How Sleep Spindles Can Help You Shoot Better…Overnight!

Everybody knows that sleep is important for staying healthy, keeping a clear head, and performing at your peak.

But did you know that something called “sleep spindles” can slash the time that it takes to improve as a shooter?

And literally help you sleep your way to success?

I bet you can remember a time where you practiced a skill, got your technique dialed in, but then performed just as bad or worse a day or two later…as if you didn’t practice at all.  It could have been shooting, golf, or any other skill.

A lot of times, this can happen because of a lack of sleep spindles.

Let’s start of with what sleep spindles are.

I’m going to paint a picture rather than be technically correct.  If you have a better way of explaining it, please do so below.

Sleep spindles are a burst of brain activity that happen when you sleep.

I learned about them from sleep researcher Dr. James Maas.  Dr. Maas was the guy who coined the phrase “power nap” about 40 years ago.  He consults for pro teams, Olympic teams, division 1 teams, and Fortune 500 companies.

Part of what is going on during this activity is that a special form of calcium is injected into the motor cortex.  This calcium helps turn head knowledge into skill and helps you refine skills.

Head knowledge may let you impress people when you’re standing around, talking…but it takes skill to actually DO things.

Here’s how it works…sleep cycles are about 90 minutes each.  And when you hit the 6 hour mark, you get about a 30 minute period of REM sleep.  It’s during this time that the motor cortex uses the special calcium to convert short term memories to long term memories and to refine existing skills.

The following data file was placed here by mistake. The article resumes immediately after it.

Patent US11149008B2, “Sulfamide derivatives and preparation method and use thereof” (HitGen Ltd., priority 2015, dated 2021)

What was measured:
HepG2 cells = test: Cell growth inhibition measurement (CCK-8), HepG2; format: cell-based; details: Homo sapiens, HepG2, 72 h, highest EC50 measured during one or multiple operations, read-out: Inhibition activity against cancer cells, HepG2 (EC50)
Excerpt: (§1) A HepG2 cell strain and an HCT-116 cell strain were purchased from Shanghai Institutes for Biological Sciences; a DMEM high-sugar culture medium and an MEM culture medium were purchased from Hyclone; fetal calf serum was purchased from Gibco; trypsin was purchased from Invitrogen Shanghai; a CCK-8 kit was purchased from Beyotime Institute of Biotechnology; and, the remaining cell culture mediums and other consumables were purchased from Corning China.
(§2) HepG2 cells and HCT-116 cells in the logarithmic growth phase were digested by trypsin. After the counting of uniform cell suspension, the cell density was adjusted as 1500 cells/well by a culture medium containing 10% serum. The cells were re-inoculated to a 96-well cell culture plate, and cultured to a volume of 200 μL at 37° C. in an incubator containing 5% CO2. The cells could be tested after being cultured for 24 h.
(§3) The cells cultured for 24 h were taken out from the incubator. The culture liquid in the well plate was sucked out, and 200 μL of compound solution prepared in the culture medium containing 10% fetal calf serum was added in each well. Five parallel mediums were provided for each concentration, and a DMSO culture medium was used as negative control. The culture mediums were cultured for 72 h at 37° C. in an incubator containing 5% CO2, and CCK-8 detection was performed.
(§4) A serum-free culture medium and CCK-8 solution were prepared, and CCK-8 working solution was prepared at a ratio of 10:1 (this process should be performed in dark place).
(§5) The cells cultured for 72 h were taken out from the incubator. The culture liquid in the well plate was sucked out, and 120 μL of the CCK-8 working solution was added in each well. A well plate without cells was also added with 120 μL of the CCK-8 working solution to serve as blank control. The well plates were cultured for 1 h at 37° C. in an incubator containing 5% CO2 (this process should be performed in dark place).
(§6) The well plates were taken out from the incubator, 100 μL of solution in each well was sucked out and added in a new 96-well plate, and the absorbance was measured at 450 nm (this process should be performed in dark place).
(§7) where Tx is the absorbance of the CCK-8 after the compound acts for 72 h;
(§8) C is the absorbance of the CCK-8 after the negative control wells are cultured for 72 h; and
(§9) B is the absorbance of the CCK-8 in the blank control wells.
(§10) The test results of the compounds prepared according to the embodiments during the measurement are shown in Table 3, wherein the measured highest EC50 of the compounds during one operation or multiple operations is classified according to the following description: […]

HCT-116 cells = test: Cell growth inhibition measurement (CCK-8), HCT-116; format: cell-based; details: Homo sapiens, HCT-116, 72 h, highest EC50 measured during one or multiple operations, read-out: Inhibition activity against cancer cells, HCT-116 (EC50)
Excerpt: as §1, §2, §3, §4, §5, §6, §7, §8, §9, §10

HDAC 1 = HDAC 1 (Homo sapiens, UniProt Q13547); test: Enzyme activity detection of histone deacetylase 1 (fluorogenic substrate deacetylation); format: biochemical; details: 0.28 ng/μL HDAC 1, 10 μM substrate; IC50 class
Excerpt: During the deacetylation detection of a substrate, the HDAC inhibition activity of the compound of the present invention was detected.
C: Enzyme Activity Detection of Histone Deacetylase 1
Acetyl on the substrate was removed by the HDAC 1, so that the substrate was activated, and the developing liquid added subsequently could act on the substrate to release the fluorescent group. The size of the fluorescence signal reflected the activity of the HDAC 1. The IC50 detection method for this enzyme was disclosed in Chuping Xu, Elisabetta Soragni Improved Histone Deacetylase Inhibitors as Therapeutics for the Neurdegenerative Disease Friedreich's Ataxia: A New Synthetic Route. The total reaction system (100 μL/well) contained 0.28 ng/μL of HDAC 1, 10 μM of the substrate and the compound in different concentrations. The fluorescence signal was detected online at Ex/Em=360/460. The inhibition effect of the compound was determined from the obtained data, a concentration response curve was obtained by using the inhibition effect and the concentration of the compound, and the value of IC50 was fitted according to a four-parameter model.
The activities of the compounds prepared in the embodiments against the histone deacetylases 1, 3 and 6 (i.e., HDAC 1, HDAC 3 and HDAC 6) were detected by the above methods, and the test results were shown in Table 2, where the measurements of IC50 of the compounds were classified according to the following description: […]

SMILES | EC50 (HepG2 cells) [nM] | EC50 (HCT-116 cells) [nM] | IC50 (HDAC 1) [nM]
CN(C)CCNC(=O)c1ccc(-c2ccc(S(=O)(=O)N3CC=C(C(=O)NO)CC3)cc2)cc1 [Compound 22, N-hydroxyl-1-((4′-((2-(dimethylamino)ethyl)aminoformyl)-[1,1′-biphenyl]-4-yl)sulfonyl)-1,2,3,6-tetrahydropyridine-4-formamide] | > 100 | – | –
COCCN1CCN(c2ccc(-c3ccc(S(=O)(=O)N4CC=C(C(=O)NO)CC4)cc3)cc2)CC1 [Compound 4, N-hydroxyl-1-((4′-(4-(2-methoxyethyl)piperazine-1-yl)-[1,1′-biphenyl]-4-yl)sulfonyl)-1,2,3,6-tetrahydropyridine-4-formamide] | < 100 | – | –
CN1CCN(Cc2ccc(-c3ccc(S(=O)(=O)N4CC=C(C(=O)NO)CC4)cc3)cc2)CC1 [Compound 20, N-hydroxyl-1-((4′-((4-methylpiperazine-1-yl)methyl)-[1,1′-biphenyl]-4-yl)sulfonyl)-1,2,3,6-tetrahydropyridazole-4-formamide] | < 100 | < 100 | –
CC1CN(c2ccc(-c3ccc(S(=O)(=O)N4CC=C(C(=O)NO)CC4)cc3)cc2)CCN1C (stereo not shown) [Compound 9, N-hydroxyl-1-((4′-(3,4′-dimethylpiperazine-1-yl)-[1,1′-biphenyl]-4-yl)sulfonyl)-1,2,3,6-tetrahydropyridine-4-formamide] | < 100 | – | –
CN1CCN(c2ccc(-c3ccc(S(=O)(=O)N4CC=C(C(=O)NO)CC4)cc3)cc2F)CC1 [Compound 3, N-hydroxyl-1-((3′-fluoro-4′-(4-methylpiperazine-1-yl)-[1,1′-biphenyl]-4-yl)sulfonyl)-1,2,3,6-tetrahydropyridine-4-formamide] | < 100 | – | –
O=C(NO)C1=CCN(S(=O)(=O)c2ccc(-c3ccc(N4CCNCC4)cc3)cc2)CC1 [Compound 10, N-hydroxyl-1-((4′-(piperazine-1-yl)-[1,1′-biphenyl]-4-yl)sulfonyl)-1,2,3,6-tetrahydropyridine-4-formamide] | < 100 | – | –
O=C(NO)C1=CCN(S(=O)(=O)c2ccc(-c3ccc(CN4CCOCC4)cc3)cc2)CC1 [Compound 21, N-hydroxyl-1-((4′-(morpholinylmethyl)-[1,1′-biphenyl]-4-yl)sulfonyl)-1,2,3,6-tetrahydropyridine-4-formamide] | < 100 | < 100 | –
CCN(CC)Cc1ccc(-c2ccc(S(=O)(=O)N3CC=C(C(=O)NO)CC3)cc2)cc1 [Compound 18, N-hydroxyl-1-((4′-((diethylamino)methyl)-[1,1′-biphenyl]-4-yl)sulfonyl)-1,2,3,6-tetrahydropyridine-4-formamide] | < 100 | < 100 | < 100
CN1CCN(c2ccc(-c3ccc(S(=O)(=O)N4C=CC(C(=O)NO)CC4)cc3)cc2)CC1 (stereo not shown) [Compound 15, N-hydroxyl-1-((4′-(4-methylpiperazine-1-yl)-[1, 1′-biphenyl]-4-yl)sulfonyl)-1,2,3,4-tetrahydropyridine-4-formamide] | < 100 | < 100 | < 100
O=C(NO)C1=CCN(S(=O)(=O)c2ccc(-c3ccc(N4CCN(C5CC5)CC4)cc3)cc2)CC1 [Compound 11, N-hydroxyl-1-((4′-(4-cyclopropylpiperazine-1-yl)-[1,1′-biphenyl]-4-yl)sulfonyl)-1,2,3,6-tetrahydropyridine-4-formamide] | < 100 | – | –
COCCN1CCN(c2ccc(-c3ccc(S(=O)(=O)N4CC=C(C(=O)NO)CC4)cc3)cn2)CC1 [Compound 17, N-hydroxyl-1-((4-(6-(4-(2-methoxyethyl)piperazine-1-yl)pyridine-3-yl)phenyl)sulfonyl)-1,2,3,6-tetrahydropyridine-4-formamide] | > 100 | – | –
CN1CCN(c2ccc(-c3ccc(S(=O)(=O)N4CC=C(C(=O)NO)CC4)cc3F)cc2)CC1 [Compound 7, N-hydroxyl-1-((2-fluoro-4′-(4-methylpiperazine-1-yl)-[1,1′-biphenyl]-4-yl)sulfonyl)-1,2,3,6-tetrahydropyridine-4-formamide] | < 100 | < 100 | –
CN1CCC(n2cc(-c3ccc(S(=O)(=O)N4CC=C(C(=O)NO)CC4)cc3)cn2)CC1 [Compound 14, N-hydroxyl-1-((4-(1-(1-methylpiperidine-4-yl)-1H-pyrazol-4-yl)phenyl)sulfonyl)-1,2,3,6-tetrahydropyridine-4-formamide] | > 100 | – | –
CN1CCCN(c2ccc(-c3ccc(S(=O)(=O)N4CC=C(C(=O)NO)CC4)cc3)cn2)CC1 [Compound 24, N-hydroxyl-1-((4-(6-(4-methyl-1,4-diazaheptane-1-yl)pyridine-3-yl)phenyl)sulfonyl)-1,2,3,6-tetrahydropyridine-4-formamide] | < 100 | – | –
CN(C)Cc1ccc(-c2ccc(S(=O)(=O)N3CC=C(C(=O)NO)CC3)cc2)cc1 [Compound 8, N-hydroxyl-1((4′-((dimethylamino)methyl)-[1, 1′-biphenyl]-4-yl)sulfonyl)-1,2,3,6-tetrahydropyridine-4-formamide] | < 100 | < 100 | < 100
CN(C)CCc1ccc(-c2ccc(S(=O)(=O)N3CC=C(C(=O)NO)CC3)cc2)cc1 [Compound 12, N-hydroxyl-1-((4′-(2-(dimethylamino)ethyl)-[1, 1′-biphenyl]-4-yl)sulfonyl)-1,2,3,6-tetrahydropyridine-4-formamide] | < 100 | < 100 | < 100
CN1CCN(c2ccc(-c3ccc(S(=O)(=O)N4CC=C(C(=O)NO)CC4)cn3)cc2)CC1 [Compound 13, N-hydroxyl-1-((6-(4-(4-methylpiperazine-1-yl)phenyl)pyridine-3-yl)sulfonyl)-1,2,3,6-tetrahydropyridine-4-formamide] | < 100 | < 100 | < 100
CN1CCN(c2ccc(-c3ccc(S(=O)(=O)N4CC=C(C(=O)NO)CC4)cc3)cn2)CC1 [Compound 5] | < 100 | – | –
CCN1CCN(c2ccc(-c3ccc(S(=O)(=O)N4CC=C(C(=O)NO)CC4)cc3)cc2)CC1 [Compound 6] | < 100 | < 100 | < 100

If you don’t get this 30 minute period of REM sleep, it’s WAY more difficult to learn new skills or refine old ones, and it will take you a lot more time and effort to make the same gains in performance.

This is true with shooting, martial arts, music, or any skill that you use at work.  All of them will be much easier to learn if you get that 30 minutes of REM sleep, 6 hours after you fall asleep.

The biggest reason why people don’t get this 30 minute period of REM is because they just don’t get enough sleep.  If you don’t get at least 6.5 hours of sleep, you may be able to improve at skills, but you’re never going to improve as fast as you could if you got that 30 minute period of REM.

One way of looking at it is that if you spend $300 on a training class, you could get a full night’s sleep afterwards and get the full value of the class OR you could only sleep 6 hours and maybe only get $10-$20 of benefit.

What else matters?

Anything that disturbs REM sleep can prevent you from remembering new skills.  This includes too much alcohol before bed, caffeine after mid-afternoon, nicotine at bedtime, too loud, warm, or bright of a room, screen time before bed, and prescription sleep aids that take you straight to deep sleep, skipping the majority of REM sleep.

I’ve got a major announcement coming up about a new training program that I’m releasing to the public next week that will do more for your defensive shooting skills in the next few weeks than anything you’ve done in the last few years.

It builds on more than 20 years of research and testing, as well as the incredible success that shooters have had after going through our Virtual Private Training.

One of the components of the new program is how you can get to sleep easier and stay asleep longer, no matter how chaotic the rest of your life is.  For anyone who’s struggled with sleeping during stressful times, you know how big of a deal this is.

The right sleep is something that top performers focus on, but most shooters don’t really pay attention to it.  But sleep has the power to make your training time more efficient and effective, cut through daily brain fog, and help you perform at a higher level in stressful situations.

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